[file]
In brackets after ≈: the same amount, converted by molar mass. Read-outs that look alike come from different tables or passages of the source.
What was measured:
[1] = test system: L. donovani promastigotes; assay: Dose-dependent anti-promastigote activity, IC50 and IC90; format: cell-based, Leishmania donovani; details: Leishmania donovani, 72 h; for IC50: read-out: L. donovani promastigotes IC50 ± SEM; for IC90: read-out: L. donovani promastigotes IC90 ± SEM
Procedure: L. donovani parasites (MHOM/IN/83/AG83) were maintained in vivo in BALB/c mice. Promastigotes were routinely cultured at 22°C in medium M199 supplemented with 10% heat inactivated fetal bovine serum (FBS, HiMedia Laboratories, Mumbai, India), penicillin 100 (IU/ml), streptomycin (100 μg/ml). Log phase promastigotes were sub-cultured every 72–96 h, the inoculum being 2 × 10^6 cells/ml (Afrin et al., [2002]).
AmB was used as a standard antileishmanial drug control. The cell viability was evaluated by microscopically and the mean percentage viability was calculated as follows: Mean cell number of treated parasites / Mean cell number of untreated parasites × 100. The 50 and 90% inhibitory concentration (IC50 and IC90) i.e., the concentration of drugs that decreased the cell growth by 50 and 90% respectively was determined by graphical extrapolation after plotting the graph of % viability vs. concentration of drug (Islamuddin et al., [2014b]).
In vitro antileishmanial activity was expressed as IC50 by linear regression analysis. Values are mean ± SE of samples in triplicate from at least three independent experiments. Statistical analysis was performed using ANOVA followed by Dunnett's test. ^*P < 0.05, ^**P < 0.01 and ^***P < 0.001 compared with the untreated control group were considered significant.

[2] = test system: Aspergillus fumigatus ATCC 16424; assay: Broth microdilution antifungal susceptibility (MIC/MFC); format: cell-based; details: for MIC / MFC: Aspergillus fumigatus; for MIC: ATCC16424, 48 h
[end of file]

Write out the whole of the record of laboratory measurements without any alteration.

In brackets after ≈: the same amount, converted by molar mass. Read-outs that look alike come from different tables or passages of the source.
What was measured:
[1] = test system: L. donovani promastigotes; assay: Dose-dependent anti-promastigote activity, IC50 and IC90; format: cell-based, Leishmania donovani; details: Leishmania donovani, 72 h; for IC50: read-out: L. donovani promastigotes IC50 ± SEM; for IC90: read-out: L. donovani promastigotes IC90 ± SEM
Procedure: L. donovani parasites (MHOM/IN/83/AG83) were maintained in vivo in BALB/c mice. Promastigotes were routinely cultured at 22°C in medium M199 supplemented with 10% heat inactivated fetal bovine serum (FBS, HiMedia Laboratories, Mumbai, India), penicillin 100 (IU/ml), streptomycin (100 μg/ml). Log phase promastigotes were sub-cultured every 72–96 h, the inoculum being 2 × 10^6 cells/ml (Afrin et al., [2002]).
AmB was used as a standard antileishmanial drug control. The cell viability was evaluated by microscopically and the mean percentage viability was calculated as follows: Mean cell number of treated parasites / Mean cell number of untreated parasites × 100. The 50 and 90% inhibitory concentration (IC50 and IC90) i.e., the concentration of drugs that decreased the cell growth by 50 and 90% respectively was determined by graphical extrapolation after plotting the graph of % viability vs. concentration of drug (Islamuddin et al., [2014b]).
In vitro antileishmanial activity was expressed as IC50 by linear regression analysis. Values are mean ± SE of samples in triplicate from at least three independent experiments. Statistical analysis was performed using ANOVA followed by Dunnett's test. ^*P < 0.05, ^**P < 0.01 and ^***P < 0.001 compared with the untreated control group were considered significant.

[2] = test system: Aspergillus fumigatus ATCC 16424; assay: Broth microdilution antifungal susceptibility (MIC/MFC); format: cell-based; details: for MIC / MFC: Aspergillus fumigatus; for MIC: ATCC16424, 48 h